Photo by Theo Wargo/Getty Images

“They just want to use these words,” Jerry Seinfeld observed of today’s ideologically intolerant young in his recent ESPN radio interview, explaining why so many comics no longer play colleges. “They just want to use these words. ‘That’s racist. That’s sexist. That’s prejudice.’ They don’t know what the hell they’re talking about.” It’s no wonder the remarks generated such notice. Seinfeld has never shown an ideological bent in either his work or his life. That he cited his own 14-year-old daughter as exemplifying the unhappy phenomenon was especially surprising. A few nights later, appearing on Seth Meyers’s late-night show on NBC, Seinfeld more fully revealed himself. He made it clear that he views our politically correct popular culture, and the reflexive caution it imposes, with the stunned surprise of the belatedly aware; and, more to the point, that now that the veil has been lifted from his eyes, he has no intention of backing off.

Seinfeld described how an innocuous comic observation he made at a recent performance—that, when scrolling through names on their cell phones, people assume the imperious air of “a gay French king”; illustrating with an insouciant flick of an outstretched finger—he instantly felt the room go tense, as the audience silently responded: “What are you talking about ‘gay’? What are you doing? What do you mean?’ And I thought, ‘Are you kidding me?’” He added that he “could imagine a time when people would say that it is offensive to suggest that a gay person moves their hands in a flourishing motion and you now need to apologize.”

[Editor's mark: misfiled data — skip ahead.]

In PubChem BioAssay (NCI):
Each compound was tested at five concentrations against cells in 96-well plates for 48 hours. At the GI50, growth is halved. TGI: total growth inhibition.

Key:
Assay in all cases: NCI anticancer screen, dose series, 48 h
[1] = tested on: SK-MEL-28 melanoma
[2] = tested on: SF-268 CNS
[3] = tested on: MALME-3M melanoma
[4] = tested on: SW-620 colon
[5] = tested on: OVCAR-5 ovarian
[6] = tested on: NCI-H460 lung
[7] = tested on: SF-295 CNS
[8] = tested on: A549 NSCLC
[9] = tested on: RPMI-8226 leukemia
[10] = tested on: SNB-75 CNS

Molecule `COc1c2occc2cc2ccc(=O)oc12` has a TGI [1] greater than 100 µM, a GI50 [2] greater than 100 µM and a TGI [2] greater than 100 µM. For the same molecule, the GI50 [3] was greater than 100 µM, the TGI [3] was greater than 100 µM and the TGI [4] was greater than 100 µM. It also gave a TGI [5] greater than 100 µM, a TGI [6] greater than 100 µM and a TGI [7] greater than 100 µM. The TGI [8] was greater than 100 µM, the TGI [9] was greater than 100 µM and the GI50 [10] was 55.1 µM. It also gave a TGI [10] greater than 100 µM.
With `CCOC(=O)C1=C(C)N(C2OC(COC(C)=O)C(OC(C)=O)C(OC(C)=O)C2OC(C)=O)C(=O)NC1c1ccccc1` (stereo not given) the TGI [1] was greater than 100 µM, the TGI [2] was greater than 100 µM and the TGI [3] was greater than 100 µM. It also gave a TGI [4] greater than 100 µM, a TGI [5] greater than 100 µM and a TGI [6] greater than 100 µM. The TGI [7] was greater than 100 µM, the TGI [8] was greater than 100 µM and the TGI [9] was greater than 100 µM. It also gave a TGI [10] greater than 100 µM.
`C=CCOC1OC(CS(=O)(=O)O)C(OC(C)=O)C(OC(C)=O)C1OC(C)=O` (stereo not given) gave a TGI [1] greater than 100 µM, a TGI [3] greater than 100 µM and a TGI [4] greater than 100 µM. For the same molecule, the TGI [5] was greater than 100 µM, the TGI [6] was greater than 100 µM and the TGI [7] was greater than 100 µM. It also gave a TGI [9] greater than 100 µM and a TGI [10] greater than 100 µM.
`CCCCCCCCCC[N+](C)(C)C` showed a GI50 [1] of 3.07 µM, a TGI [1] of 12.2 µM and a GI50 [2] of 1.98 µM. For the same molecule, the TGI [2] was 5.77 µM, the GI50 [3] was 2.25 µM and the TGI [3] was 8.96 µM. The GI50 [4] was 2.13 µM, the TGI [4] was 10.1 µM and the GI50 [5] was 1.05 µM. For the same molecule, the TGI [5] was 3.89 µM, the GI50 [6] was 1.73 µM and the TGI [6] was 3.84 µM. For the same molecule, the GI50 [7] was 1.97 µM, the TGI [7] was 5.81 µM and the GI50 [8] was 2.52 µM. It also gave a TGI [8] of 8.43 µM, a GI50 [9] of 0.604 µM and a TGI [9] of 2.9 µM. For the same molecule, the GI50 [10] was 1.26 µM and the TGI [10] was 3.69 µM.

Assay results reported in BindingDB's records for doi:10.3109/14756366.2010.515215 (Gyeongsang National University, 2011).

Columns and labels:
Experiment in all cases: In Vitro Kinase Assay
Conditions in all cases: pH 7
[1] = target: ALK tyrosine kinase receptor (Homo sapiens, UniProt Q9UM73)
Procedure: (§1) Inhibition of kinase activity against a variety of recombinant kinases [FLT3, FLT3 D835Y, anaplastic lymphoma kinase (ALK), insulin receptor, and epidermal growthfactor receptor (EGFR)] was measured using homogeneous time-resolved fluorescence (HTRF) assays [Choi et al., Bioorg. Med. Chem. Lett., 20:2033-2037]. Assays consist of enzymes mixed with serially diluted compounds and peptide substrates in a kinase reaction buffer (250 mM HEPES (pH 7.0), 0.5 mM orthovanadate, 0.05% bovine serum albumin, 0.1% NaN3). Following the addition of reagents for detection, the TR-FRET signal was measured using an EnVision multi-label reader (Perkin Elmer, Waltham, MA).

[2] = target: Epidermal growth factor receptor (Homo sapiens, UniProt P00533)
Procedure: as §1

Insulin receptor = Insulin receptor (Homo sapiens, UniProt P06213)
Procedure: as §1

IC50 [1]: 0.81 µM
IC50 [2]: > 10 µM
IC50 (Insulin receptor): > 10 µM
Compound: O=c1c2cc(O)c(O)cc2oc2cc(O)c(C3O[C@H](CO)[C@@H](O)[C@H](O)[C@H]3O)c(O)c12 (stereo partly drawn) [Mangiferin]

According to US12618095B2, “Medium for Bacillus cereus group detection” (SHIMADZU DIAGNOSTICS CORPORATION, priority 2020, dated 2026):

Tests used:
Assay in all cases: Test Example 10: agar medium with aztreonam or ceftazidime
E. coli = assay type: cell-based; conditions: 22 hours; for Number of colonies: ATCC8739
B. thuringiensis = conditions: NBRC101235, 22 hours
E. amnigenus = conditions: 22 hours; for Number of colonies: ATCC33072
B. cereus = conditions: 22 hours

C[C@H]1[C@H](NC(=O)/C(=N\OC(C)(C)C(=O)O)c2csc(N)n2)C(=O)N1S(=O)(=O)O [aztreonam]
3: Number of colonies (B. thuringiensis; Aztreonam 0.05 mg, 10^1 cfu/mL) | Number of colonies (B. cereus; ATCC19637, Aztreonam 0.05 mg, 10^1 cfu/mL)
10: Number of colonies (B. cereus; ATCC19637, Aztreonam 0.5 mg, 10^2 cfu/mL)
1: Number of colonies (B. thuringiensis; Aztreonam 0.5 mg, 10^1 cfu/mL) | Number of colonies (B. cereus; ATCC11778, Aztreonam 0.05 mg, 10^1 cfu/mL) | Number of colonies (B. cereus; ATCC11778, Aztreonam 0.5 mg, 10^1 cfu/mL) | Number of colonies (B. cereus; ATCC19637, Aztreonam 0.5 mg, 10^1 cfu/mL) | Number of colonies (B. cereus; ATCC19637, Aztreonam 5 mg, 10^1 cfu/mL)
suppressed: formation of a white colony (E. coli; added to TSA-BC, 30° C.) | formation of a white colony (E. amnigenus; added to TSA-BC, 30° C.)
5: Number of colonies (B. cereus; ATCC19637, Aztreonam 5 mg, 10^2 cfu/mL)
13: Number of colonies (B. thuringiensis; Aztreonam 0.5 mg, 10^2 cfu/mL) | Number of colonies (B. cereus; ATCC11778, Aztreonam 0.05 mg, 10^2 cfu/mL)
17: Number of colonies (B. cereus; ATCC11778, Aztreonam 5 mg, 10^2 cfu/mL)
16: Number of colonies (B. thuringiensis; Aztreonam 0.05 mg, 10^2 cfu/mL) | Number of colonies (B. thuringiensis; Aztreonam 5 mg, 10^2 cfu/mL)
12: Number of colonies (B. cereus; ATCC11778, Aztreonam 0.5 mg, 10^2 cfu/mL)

Imagine it? That time is here and has been for quite a while. Like most of America, Seinfeld simply hadn’t been paying attention.

Nor, even now, is there any suggestion that Seinfeld is politically engaged in a traditional sense. Notably well-adjusted and comfortable in his own skin, especially for a comedian, he enjoys friendships across the political spectrum, from Chris Rock and Louie C.K. on the left to Colin Quinn and Larry the Cable Guy on the right. His allegiance is to humor, about which—catch him on Comedians in Cars Getting Coffee or in his Inside Comedy chat with David Steinberg, or almost anywhere else where the subject is generating laughs—he’s unbelievably smart and analytical. Above all, he understands that the most essential element in his kind of comedy is precisely the one under such sustained attack today: honesty. It was key to the observational humor with which he established himself in the clubs and on late-night TV, and it drove his iconic show. No one on Seinfeld was especially nice or generous of spirit; corner-cutting and pettiness ran rampant. Yet the show’s characters, true to themselves even when (make that especially when) their behavior didn’t reflect well on themselves, inspired such affection because they were so recognizable, especially to the millions of young urbanities who formed its core audience. As Upper West Siders, pretending to social consciousness even when their hearts weren’t in it, their manifold hypocrisies made for especially rich comic fodder.

This is what Seinfeld is defending: the truth, irreverently expressed.

While this is obviously a fight on principle, it is just as obviously intensely personal. As Blazing Saddles marked its 40th anniversary in 2014, Mel Brooks, himself a liberal, bemoaned that racial sensitivities would preclude the film being made today—and it’s a real question whether some of Seinfeld’s most memorable episodes would pass muster in what conservative pundit Guy Benson aptly terms today’s culture of shut-up. Just off the top of my head, as a fan of the show, there were the following: